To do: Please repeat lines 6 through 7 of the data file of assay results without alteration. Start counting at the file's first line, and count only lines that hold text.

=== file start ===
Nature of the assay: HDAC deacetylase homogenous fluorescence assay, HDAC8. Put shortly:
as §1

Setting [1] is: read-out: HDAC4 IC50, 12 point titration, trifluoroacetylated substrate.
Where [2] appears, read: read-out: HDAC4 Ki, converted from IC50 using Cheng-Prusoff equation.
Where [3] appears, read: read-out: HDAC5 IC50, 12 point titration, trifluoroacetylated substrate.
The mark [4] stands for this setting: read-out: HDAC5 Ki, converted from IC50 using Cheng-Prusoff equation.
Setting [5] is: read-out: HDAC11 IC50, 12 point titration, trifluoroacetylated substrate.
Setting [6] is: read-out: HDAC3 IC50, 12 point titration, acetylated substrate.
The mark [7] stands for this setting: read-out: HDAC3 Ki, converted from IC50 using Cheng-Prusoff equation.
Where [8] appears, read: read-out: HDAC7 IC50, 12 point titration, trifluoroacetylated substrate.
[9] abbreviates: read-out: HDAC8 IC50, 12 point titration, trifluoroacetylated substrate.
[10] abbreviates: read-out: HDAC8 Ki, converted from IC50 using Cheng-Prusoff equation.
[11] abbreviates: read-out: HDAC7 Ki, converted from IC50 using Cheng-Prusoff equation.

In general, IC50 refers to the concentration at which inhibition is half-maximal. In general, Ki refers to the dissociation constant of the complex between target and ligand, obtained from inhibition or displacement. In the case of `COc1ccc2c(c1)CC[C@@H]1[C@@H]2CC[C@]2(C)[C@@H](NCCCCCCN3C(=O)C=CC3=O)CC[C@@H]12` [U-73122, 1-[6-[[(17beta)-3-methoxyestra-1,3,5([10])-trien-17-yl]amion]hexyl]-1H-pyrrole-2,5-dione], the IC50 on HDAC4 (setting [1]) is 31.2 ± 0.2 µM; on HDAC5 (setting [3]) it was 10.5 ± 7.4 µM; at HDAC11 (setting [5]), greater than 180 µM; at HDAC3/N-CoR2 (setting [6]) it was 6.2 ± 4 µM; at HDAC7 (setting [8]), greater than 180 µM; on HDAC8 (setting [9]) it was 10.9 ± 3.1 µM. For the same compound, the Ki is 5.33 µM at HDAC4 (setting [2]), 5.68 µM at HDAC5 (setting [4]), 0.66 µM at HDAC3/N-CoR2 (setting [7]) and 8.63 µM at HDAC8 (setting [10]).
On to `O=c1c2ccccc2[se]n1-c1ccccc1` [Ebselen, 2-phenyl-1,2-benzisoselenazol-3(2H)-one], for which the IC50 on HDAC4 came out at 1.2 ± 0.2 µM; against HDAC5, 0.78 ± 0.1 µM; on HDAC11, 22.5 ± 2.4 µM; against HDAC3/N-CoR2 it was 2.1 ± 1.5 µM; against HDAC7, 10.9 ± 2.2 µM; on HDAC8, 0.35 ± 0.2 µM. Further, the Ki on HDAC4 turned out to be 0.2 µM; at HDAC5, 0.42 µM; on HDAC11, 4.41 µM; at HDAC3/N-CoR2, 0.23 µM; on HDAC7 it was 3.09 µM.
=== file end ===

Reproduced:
The mark [4] stands for this setting: read-out: HDAC5 Ki, converted from IC50 using Cheng-Prusoff equation.
Setting [5] is: read-out: HDAC11 IC50, 12 point titration, trifluoroacetylated substrate.